Creator: Stephen Hawking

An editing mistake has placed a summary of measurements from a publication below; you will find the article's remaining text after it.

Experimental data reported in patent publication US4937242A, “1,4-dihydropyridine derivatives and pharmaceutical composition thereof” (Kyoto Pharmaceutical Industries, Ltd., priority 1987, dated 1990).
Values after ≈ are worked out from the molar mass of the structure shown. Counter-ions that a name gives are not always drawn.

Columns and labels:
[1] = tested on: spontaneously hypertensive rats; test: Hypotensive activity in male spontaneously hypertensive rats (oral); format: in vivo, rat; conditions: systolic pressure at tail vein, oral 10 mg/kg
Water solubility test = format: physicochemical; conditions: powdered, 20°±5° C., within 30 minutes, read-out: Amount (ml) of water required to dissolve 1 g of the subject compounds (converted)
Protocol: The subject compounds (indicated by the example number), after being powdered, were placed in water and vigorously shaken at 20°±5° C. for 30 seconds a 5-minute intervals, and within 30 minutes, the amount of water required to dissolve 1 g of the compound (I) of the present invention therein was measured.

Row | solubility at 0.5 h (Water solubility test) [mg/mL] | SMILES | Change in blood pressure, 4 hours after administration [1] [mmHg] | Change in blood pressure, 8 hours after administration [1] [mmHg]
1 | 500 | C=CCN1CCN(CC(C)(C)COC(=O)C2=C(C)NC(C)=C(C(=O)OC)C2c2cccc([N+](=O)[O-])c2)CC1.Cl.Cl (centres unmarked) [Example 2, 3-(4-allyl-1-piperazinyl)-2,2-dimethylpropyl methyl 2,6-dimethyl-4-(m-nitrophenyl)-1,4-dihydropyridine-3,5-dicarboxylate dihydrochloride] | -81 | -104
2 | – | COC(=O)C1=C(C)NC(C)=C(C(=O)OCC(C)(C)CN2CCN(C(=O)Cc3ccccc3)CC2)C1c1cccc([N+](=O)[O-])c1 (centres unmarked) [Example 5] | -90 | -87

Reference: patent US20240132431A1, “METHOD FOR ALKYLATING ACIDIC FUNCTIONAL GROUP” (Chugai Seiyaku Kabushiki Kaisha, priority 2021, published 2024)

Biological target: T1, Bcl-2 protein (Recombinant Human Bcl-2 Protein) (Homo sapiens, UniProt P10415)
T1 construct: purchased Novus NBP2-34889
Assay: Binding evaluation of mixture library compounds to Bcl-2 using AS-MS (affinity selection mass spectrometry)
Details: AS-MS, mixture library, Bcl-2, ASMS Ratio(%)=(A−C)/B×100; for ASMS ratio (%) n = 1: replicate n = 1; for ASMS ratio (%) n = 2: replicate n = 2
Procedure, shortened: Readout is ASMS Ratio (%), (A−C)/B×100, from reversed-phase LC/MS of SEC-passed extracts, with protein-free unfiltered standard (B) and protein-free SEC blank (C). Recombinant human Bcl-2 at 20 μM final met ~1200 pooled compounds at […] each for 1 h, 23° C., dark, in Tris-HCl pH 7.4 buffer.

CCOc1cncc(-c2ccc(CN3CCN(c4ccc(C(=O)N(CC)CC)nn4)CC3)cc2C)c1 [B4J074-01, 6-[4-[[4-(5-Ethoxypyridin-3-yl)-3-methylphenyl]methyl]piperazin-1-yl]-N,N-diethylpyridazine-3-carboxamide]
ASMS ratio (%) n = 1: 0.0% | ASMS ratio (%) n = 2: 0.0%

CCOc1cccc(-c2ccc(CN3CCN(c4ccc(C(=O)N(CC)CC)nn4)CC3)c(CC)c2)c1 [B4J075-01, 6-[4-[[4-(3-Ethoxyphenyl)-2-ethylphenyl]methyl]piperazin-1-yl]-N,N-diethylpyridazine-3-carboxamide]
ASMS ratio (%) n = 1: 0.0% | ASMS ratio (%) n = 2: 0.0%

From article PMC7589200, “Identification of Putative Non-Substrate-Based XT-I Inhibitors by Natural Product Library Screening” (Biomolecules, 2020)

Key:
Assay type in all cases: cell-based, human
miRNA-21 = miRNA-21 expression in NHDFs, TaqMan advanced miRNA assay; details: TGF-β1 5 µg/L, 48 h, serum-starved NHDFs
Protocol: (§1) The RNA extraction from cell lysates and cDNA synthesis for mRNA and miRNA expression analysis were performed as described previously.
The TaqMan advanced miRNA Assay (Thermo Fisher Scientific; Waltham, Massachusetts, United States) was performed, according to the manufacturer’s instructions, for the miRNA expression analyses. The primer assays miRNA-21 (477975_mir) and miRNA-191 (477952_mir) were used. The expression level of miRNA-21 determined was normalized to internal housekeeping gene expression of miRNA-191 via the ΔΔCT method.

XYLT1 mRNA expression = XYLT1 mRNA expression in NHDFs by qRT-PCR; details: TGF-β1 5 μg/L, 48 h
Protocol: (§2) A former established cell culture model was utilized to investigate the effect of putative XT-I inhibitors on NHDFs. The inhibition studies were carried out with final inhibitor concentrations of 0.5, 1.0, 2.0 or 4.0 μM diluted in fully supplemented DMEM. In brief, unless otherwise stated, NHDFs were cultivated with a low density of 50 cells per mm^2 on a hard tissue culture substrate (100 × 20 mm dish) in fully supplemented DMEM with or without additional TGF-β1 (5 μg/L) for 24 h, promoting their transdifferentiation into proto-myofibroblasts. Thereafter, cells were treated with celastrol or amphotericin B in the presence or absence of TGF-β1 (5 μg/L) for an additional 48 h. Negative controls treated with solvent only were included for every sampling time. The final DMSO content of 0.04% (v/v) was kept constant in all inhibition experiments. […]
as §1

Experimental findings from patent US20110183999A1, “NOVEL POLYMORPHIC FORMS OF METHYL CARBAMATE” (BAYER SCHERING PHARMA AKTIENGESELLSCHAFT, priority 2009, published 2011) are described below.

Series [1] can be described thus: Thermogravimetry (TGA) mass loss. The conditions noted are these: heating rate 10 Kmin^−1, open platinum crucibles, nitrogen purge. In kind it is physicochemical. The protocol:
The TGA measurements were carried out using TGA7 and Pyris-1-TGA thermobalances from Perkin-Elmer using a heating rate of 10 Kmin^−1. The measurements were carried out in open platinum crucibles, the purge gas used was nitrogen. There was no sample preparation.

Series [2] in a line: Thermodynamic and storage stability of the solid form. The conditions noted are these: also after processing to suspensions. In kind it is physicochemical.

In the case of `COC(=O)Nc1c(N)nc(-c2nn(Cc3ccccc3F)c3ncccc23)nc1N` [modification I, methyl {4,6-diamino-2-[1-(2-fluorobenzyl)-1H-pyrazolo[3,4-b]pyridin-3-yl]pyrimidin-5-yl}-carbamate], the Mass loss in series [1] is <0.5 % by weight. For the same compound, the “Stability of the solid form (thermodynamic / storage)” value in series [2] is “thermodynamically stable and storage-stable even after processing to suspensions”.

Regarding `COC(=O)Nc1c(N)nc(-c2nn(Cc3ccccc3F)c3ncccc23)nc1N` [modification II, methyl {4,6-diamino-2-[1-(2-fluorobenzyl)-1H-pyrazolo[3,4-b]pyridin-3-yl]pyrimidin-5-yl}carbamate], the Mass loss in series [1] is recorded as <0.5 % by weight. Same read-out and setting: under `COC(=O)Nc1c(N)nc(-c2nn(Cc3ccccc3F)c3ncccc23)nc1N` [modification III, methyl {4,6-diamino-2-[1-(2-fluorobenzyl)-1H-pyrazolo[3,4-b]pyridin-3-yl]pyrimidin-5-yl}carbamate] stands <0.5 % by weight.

"I'm working on that."Born 8 January 1942 in Oxford, Stephen William Hawking, CH, CBE, FRS, FRSA, is a theoretical astrophysicist. In his time he has done world-recognized work on black holes, theoretical cosmology, and quantum gravity. The ability to do most of this work entirely in his head has led him to be generally recognized as the most brilliant scientist since Albert Einstein (Hawking himself disputes that title, however, arguing himself to be, at best, the greatest scientist since Richard Feynman, whom he considers the best since Einstein). The reason this is necessary is that he has been left almost paralyzed and confined to a wheelchair, "speaking" through a specially-designed computer (the voice of which is also very well-known), due to his having motor neuron disease (MND). This is the collective name for a group of five related degenerative neural disorders, of which best-known to the general public is ALS (Amyotrophic lateral sclerosis), better known to Americans as Lou Gehrig's disease. It's not definitively known which form of MND he has, although it's thought that he has ALS. (He is rather famous for his affliction, as well: if it is ALS, it would be the most protracted case ever recorded — it hasn't progressed the way ALS normally does, which has stymied a definitive diagnosis, which can only be confirmed by post-mortem dissection of the brain.)Hawking is also quite famous for his sense of humor. He has appeared several times on The Simpsonsnote , Futurama, and The Big Bang Theory As Himself, each time bordering on the line of Adam Westing. (And yes, that's him reciting one of the "Boom-de-yadas" in the Discovery Channel's "I Love The Whole World" promo.) Expys of him have appeared in form (Family Guy) and in Charlie and the Chocolate Parody form (Dexter's Laboratory). He appears as a character, but not on camera (perhaps he couldn't make the shoot fit his schedule, or just didn't like the show), in an episode of Stargate Atlantis. Finally, he's the only person to appear in any Star Trek series As Himself (obviously, as a holodeck recreation of himself). Hawking is also known to be a fan of Red Dwarf. He also appeared in The Fairly Oddparents, where he and Crocker knew each other from their days as college students. When Crocker gives Timmy an F because Timmy says 2+2=5, Hawking shows up and produces evidence Timmy is right. At the end of episode, Crocker claims he reviewed Hawking's calculations and concluded that 2 plus 2 equals six.Hawking was at one point offered a knighthood, but turned it down in protest of the state of science education in Britain. He ended at #25 in One Hundred Greatest Britons.He's been played in Hawking by Benedict Cumberbatch, who also provides voiceover narration in Hawking's documentaries, and Eddie Redmayne in the 2014 biopic The Theory of Everything, who ended up winning the Academy Award for Best Actor.He's got 12 inch rims on his chair, that's how he rolls, y'all. No, he actually does. You thought they were joking?Not to be confused with Stephen King.